News

Text Size

NASA Scientist to Speak at Imagination Station About the Amazing Webb Telescope
11.29.10
 
Brent Bos talks with guests at the Goddard Visitor Center Brent Bos, James Webb Optical Physicist talks with guests about the exhibits of James Webb hardware and equipment.at James Webb Space Telescope Night at the NASA Goddard Visitor Center on August 26, 2010. Credit: NASA/GSFC/Bill Hrybyk
› Larger image
› More images from that event

Dr. Brent Bos standing next to a mock-up of the Mars Phoenix Lander Dr. Brent Bos standing next to a mock-up of the Mars Phoenix Lander. Credit: NASA
› Larger image

Brent Bos at Musk Observatory in Lakewood, Colo. Brent Bos standing in front of the Mars Desert Research Station: The Musk Observatory, Lakewood, Colo. Credit: NASA
› Larger image
TOLEDO, Ohio – A NASA research physicist working on the next generation space telescope called the James Webb Space Telescope, will be giving a presentation to visitors of the Imagination Station science center in Toledo, Ohio on Saturday, Dec. 4, 2010.

NASA's Brent Bos will give a presentation called "The James Webb Space Telescope, the First Light Machine," to visitors of the Imagination Station. Dr. Bos' presentation will be held at 11:00 a.m. EST for all Imagination Station visitors in the Extreme Science Theater. The presentation will focus on the technological advances that space exploration has taken since Hubble’s inception and what the Webb telescope will offer future exploration.

"I'm thrilled to share the excitement of the revolutionary James Webb Space Telescope Project with Imagination Station visitors," said Bos, who works at NASA's Goddard Space Flight Center, Greenbelt, Md. "I first decided that space exploration was my life's calling after a childhood visit to a museum and I hope that our presentation will inspire someone from the next generation of explorers to come and join us in the adventure."

At the time of the presentation, visitors will also be able to see pieces of items associated with the Webb telescope including the unique composite material that was created by NASA engineers to withstand the extreme environments of space, a piece of the telescope's massive sunshield and a sample of the "microshutter." Visitors will also receive a unique bookmark that explains a star's life cycle.

The event ties in with NASA’s traveling museum exhibition, New Views of the Universe which is currently at the Imagination Station museum and runs until January 16, 2011. The exhibit immerses visitors in the mystery and magnificence of the Hubble Space Telescope mission and introduces them to Hubble’s successor, the James Webb Space Telescope.

"Imagination Station is a science center dedicated to inspiring in children the wonder of science," said Anna Kolin, Communications and Public Relations Manager for the museum. "We're thrilled to be offering our community the opportunity to see Hubble's legacy and what the future holds for space exploration with the James Webb Space Telescope."

The 2,000 square-foot exhibit immerses visitors in the magnificence and mystery of the Hubble mission and introduces the James Webb Space Telescope. A scale model of the Hubble is the focal point of the installation. "Satellite" units incorporate hands-on activities about how the telescope works, and feature Hubble's contributions to the exploration of planets, stars, galaxies, and the universe.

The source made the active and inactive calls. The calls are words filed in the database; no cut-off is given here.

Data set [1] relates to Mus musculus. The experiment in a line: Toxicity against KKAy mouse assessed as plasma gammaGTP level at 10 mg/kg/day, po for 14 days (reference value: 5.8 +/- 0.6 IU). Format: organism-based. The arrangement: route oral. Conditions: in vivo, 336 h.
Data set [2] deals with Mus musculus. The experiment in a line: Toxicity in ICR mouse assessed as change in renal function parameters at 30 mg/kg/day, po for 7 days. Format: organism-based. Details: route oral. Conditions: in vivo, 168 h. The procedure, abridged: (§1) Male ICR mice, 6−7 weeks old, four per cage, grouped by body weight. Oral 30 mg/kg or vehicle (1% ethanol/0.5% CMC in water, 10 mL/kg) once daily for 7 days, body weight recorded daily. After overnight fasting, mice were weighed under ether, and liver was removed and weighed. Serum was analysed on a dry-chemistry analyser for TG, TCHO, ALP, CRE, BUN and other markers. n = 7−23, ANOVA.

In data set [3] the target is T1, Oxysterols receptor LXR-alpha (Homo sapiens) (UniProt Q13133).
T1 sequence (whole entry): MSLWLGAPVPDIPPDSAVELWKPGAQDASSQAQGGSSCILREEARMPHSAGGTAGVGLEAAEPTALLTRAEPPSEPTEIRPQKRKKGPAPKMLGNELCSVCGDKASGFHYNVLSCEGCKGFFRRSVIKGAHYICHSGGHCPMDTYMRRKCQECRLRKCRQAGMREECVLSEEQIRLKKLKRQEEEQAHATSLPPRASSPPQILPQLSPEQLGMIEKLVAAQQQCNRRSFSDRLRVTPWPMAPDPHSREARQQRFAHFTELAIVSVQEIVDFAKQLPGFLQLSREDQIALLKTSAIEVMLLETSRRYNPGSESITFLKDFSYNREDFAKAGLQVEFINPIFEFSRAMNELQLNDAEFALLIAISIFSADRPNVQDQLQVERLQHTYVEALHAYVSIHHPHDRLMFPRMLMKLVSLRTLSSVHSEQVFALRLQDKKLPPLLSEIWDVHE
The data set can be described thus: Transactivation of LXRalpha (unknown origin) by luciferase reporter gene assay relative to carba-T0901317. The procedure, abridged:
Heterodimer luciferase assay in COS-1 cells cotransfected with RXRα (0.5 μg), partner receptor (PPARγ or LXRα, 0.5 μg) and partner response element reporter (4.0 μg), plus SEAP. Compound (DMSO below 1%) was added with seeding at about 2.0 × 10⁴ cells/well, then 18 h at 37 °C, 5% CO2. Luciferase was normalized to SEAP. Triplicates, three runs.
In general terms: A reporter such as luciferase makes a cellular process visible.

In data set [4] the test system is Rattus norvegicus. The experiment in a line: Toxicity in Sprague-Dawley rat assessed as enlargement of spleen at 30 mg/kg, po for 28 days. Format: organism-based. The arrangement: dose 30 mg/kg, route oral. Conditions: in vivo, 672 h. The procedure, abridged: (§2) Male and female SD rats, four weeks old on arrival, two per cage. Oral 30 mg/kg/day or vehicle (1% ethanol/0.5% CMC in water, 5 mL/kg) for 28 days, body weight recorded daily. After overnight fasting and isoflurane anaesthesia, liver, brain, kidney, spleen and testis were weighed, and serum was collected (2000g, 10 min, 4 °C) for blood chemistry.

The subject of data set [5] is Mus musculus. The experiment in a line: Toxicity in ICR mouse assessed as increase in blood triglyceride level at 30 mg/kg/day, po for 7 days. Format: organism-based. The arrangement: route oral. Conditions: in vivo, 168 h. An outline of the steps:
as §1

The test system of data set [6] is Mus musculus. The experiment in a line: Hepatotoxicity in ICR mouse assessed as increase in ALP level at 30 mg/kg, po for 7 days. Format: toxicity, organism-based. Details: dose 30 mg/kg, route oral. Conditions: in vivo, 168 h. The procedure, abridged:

The exhibit contains images and data taken by Hubble of planets, galaxies, regions around black holes, and many other fascinating cosmic entities. The exhibit is comprised of backlit color images and numerous interactive displays. Using a computer, visitors will be able to "hit" Jupiter with a comet and attempt to put star clusters in order of age. Using an infrared camera, visitors can also learn about the different wavelengths of light by taking pictures of their hand in visible and infrared light.

Visitors will learn about the James Webb Space Telescope, the next-generation premier space observatory, exploring deep space phenomena from distant galaxies to nearby planets and stars. The Webb Telescope will give scientists clues about the formation of the universe and the evolution of our own solar system, from the first light after the Big Bang to the formation of star systems capable of supporting life on planets like Earth.

Through computer games, videos and displays, visitors will also be able to experience how the Webb telescope will work. Visitors will learn about the cutting-edge technology of the Webb telescope like one that will see the universe in infrared light. All the new technology will enable scientists to see far back in time to when galaxies first formed and make many scientific breakthroughs.

The Imagination Station, located on the downtown Toledo riverfront, is a science center dedicated to delivering science and technology based programming to youth and their families throughout Northwest Ohio and Southeast Michigan. All activities are included in the cost of admission. Imagination Station is located at One Discovery Way, Toledo, Ohio, 43604. For more information, please call 419-244-2674 or visit imaginationstationtoledo.org.

The Webb telescope project is managed at NASA's Goddard Space Flight Center in Greenbelt, Md. The telescope is a joint project of NASA, the European Space Agency and the Canadian Space Agency.

For more information about NASA's James Webb Space Telescope, visit:
www.jwst.nasa.gov/

For information about the Imagination Station, visit:
http://imaginationstationtoledo.org/
 
 
Lynn Chandler
NASA's Goddard Space Flight Center, Greenbelt, Md.
301-286-2806
lynn.chandler-1@nasa.gov

Anna M. Kolin
Imagination Station, Toledo, Ohio
419-244-2674 ext. 133
kolin@imaginationstationtoledo.org